His photos seem to be a romantic reportage of intimate situations, collection of moments which we would not be able to see without his help. Sensual and nude women completely at ease, like the photographer does not exist at all, like us the observers are spying the secret of femininity through the sight of a man.
So let’s read the point of view of this young artist about the analogical photography, his projects and his thoughts regarding the models. Here I am at his place in Bologna, surrounded by infinite books and movies, while he is petting this wonderful white cat that appears in so many photos.
I see that you have a lot of vinyls and as many photo books. Do you, perhaps, get inspiration from music or from photographers you admire in order to create something on your own?
Basically I started taking pictures because in that period of my life I could no longer write music. The music has always been the engine of all that my life was. So when I was not able to play live anymore, trivially I started suffering from panic attacks and I had to wreak it in some other way than what I’ve been doing before thanks to the music. That’s why I started taking pictures. Then, during the photoset, for me is extremely natural, even if unintentionally, to listen to a song or to an entire album by one band or another. Well, in regards to the other photographers… Well, I adore photo books, I think that if I had a lot of money I would buy them all, even the bad ones [smiles]. So sometimes it happens that I see a picture I particularly like and I try to make it mine as much as possible, to reinterpret it.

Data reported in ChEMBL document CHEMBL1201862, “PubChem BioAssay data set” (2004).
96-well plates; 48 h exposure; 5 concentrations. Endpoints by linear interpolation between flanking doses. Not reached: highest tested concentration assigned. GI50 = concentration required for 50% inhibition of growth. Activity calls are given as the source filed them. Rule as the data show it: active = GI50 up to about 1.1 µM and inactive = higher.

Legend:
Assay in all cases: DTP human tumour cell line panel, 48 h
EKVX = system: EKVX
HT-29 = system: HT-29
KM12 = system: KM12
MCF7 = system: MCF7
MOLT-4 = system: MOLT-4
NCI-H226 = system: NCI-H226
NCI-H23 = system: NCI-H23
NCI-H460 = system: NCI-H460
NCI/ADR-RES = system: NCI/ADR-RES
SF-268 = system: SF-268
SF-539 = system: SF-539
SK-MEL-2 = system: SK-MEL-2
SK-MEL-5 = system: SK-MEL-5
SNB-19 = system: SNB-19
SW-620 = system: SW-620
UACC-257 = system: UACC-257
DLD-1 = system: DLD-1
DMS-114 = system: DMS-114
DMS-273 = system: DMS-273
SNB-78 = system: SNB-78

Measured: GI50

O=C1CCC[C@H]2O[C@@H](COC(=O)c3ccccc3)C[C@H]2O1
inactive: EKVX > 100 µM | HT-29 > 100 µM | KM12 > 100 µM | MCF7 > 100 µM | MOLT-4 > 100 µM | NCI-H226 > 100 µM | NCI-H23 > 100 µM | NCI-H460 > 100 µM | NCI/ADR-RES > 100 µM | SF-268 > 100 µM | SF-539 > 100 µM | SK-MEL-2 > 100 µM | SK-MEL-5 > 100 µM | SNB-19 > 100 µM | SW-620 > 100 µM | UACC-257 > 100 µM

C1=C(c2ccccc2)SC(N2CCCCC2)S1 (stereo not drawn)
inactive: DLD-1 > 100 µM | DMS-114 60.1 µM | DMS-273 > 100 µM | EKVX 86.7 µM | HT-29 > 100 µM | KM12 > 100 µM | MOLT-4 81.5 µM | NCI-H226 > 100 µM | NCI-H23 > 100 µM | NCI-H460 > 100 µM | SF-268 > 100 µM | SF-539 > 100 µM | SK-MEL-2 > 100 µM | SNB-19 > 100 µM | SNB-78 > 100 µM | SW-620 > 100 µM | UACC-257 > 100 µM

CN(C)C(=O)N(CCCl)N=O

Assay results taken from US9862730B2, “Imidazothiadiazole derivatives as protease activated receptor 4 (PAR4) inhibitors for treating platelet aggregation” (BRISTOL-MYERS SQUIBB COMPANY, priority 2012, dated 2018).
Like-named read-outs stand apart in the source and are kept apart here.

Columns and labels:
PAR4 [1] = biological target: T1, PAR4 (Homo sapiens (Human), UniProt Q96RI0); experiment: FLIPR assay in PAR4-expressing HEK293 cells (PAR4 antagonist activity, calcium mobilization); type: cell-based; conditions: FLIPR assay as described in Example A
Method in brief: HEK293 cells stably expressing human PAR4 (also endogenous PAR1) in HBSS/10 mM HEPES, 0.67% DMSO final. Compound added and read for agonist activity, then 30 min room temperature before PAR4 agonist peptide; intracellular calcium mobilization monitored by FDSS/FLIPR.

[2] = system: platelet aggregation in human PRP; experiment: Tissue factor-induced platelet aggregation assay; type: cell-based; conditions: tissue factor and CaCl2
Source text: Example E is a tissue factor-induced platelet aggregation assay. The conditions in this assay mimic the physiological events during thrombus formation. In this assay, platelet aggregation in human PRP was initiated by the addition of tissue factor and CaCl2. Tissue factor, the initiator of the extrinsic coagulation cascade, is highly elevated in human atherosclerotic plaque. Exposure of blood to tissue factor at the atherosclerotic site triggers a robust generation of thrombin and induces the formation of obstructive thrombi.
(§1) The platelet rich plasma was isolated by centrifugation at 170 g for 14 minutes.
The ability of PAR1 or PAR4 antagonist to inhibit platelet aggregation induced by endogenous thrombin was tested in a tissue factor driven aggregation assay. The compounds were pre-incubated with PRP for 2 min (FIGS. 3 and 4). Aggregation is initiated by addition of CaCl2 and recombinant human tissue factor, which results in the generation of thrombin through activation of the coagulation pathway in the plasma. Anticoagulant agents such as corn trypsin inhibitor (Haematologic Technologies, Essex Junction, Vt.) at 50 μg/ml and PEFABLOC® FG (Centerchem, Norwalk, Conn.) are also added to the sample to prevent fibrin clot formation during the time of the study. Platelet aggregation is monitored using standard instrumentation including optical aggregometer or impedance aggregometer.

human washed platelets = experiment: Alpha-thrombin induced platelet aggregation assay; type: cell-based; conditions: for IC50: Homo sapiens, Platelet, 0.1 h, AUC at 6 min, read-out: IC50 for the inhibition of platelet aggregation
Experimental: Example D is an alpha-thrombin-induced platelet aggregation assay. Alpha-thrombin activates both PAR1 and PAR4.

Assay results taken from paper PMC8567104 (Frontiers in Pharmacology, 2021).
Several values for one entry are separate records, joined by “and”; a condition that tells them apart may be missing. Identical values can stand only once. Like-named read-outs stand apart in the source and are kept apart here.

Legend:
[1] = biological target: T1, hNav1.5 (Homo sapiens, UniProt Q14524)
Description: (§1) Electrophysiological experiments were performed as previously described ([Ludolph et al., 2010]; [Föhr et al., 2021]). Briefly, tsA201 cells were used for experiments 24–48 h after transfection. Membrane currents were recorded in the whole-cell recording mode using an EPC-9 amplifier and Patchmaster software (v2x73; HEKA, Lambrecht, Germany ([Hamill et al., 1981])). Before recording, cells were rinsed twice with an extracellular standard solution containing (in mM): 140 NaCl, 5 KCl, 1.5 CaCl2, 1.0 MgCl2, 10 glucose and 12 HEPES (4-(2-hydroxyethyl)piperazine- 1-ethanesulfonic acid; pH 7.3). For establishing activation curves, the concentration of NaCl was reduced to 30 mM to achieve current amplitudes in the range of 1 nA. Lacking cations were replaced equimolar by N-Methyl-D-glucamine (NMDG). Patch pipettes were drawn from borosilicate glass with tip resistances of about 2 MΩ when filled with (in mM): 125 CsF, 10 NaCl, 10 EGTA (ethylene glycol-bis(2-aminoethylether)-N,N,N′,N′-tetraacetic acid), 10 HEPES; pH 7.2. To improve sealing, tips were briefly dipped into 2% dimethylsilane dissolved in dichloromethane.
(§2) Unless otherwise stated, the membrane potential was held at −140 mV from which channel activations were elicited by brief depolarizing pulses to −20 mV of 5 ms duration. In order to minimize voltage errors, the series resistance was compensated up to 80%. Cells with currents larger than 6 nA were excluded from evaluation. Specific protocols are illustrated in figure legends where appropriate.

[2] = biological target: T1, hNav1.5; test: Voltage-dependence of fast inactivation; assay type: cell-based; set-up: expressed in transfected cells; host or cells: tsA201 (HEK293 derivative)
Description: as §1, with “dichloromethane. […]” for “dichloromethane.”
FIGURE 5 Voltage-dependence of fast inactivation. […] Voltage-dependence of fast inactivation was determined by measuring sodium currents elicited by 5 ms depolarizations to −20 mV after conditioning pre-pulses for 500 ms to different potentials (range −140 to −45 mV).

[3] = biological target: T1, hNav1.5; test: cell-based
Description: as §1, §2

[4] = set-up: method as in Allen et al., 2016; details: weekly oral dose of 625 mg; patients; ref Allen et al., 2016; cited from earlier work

Tell us: what are you looking for within photography? What do you expect from this passion? How do you think you can contribute with your photos?
“Well… There are a lot of different answers to these questions, it depends on the period you’re asking about. In this exact moment what I’m looking for within photography is sincerity. I’m not saying that I’m sure I will find it or I’m making it, but I would like to. I would like that the pictures I take were sincere as much as possible, that they were staged the least possible. I’d like to leave my photos reveal the person I photograph, or the state of mind of this person, or a situation. It happens often to me that some girls ask me to pose for me and they ask me to talk about my ideas of how to photograph them. Here is the problem. I can’t have a precise idea of how to take a picture of a person I don’t know at all, because without knowing my models I can’t make my art sincere. It’s important to know the person and let the person choose the way of posing. Sometimes you have the possibility to make a strong connection with the model, in that case you can recreate some situations, but that’s because when you know a person very well you can ask her to act an emotion and you will know that the expression she’s making is part of her state of mind. It means that is real and… sincere.
So how can I contribute with my photos… Well, it’s not obligatory that the others are touched by my photos, but I like that the viewer can in some way know a person which otherwise he would have never known. In the moment the viewer is watching the picture he’s inside the situation which I lived with my model during the shoot.”